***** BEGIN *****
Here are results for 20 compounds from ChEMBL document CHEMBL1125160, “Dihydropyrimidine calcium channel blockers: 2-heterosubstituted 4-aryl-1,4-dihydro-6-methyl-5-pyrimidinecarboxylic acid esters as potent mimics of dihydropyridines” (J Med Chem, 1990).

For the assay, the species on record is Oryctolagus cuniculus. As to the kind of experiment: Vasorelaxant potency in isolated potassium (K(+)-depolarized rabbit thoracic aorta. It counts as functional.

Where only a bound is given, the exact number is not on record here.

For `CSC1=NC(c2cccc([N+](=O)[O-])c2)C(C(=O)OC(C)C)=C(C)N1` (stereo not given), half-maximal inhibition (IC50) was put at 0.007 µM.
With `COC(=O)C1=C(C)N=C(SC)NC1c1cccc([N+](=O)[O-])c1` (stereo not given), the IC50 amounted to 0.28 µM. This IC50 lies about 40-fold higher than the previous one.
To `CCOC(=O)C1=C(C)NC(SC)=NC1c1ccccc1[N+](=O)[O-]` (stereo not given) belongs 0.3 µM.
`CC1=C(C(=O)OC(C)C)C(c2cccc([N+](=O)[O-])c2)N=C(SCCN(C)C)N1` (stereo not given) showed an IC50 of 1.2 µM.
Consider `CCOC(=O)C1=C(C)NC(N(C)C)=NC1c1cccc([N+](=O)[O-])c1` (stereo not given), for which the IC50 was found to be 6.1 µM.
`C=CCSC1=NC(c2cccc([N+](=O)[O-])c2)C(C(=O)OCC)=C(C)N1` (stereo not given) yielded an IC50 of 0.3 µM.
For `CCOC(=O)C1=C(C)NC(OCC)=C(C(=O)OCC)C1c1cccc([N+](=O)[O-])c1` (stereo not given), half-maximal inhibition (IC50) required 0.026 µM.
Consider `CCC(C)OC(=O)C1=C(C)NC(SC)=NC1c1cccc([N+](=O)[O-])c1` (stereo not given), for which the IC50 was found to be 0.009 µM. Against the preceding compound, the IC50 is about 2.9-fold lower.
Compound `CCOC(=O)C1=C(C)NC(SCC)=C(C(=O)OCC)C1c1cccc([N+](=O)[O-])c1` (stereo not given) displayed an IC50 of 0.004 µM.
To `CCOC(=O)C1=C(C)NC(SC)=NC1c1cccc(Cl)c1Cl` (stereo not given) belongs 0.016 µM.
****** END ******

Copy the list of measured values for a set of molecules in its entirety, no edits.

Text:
Here are results for 20 compounds from ChEMBL document CHEMBL1125160, “Dihydropyrimidine calcium channel blockers: 2-heterosubstituted 4-aryl-1,4-dihydro-6-methyl-5-pyrimidinecarboxylic acid esters as potent mimics of dihydropyridines” (J Med Chem, 1990).

For the assay, the species on record is Oryctolagus cuniculus. As to the kind of experiment: Vasorelaxant potency in isolated potassium (K(+)-depolarized rabbit thoracic aorta. It counts as functional.

Where only a bound is given, the exact number is not on record here.

For `CSC1=NC(c2cccc([N+](=O)[O-])c2)C(C(=O)OC(C)C)=C(C)N1` (stereo not given), half-maximal inhibition (IC50) was put at 0.007 µM.
With `COC(=O)C1=C(C)N=C(SC)NC1c1cccc([N+](=O)[O-])c1` (stereo not given), the IC50 amounted to 0.28 µM. This IC50 lies about 40-fold higher than the previous one.
To `CCOC(=O)C1=C(C)NC(SC)=NC1c1ccccc1[N+](=O)[O-]` (stereo not given) belongs 0.3 µM.
`CC1=C(C(=O)OC(C)C)C(c2cccc([N+](=O)[O-])c2)N=C(SCCN(C)C)N1` (stereo not given) showed an IC50 of 1.2 µM.
Consider `CCOC(=O)C1=C(C)NC(N(C)C)=NC1c1cccc([N+](=O)[O-])c1` (stereo not given), for which the IC50 was found to be 6.1 µM.
`C=CCSC1=NC(c2cccc([N+](=O)[O-])c2)C(C(=O)OCC)=C(C)N1` (stereo not given) yielded an IC50 of 0.3 µM.
For `CCOC(=O)C1=C(C)NC(OCC)=C(C(=O)OCC)C1c1cccc([N+](=O)[O-])c1` (stereo not given), half-maximal inhibition (IC50) required 0.026 µM.
Consider `CCC(C)OC(=O)C1=C(C)NC(SC)=NC1c1cccc([N+](=O)[O-])c1` (stereo not given), for which the IC50 was found to be 0.009 µM. Against the preceding compound, the IC50 is about 2.9-fold lower.
Compound `CCOC(=O)C1=C(C)NC(SCC)=C(C(=O)OCC)C1c1cccc([N+](=O)[O-])c1` (stereo not given) displayed an IC50 of 0.004 µM.
To `CCOC(=O)C1=C(C)NC(SC)=NC1c1cccc(Cl)c1Cl` (stereo not given) belongs 0.016 µM.